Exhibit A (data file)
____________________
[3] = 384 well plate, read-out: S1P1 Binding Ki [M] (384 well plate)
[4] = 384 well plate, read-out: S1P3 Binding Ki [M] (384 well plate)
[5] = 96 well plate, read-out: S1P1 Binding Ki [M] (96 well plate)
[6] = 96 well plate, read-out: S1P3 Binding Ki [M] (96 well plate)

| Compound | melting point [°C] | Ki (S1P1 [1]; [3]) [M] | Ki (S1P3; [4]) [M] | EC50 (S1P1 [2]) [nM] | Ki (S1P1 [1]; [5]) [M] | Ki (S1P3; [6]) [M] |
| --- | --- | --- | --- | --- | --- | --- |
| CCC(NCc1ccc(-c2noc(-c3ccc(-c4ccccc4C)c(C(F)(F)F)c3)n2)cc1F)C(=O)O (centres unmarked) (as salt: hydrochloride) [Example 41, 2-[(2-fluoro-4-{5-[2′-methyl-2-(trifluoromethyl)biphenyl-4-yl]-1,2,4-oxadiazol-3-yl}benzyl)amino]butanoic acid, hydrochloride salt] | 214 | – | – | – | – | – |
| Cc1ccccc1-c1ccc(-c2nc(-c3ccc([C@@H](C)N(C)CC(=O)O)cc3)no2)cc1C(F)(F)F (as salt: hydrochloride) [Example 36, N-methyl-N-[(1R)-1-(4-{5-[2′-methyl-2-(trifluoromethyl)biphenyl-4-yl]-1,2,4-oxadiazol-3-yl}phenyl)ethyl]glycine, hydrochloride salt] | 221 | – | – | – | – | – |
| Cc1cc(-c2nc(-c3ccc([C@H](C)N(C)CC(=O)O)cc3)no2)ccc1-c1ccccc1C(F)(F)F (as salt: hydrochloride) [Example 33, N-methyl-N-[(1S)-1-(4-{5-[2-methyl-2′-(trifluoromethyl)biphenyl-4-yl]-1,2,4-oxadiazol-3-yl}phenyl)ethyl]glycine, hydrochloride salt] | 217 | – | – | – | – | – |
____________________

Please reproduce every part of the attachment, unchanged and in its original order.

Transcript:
[3] = 384 well plate, read-out: S1P1 Binding Ki [M] (384 well plate)
[4] = 384 well plate, read-out: S1P3 Binding Ki [M] (384 well plate)
[5] = 96 well plate, read-out: S1P1 Binding Ki [M] (96 well plate)
[6] = 96 well plate, read-out: S1P3 Binding Ki [M] (96 well plate)

| Compound | melting point [°C] | Ki (S1P1 [1]; [3]) [M] | Ki (S1P3; [4]) [M] | EC50 (S1P1 [2]) [nM] | Ki (S1P1 [1]; [5]) [M] | Ki (S1P3; [6]) [M] |
| --- | --- | --- | --- | --- | --- | --- |
| CCC(NCc1ccc(-c2noc(-c3ccc(-c4ccccc4C)c(C(F)(F)F)c3)n2)cc1F)C(=O)O (centres unmarked) (as salt: hydrochloride) [Example 41, 2-[(2-fluoro-4-{5-[2′-methyl-2-(trifluoromethyl)biphenyl-4-yl]-1,2,4-oxadiazol-3-yl}benzyl)amino]butanoic acid, hydrochloride salt] | 214 | – | – | – | – | – |
| Cc1ccccc1-c1ccc(-c2nc(-c3ccc([C@@H](C)N(C)CC(=O)O)cc3)no2)cc1C(F)(F)F (as salt: hydrochloride) [Example 36, N-methyl-N-[(1R)-1-(4-{5-[2′-methyl-2-(trifluoromethyl)biphenyl-4-yl]-1,2,4-oxadiazol-3-yl}phenyl)ethyl]glycine, hydrochloride salt] | 221 | – | – | – | – | – |
| Cc1cc(-c2nc(-c3ccc([C@H](C)N(C)CC(=O)O)cc3)no2)ccc1-c1ccccc1C(F)(F)F (as salt: hydrochloride) [Example 33, N-methyl-N-[(1S)-1-(4-{5-[2-methyl-2′-(trifluoromethyl)biphenyl-4-yl]-1,2,4-oxadiazol-3-yl}phenyl)ethyl]glycine, hydrochloride salt] | 217 | – | – | – | – | – |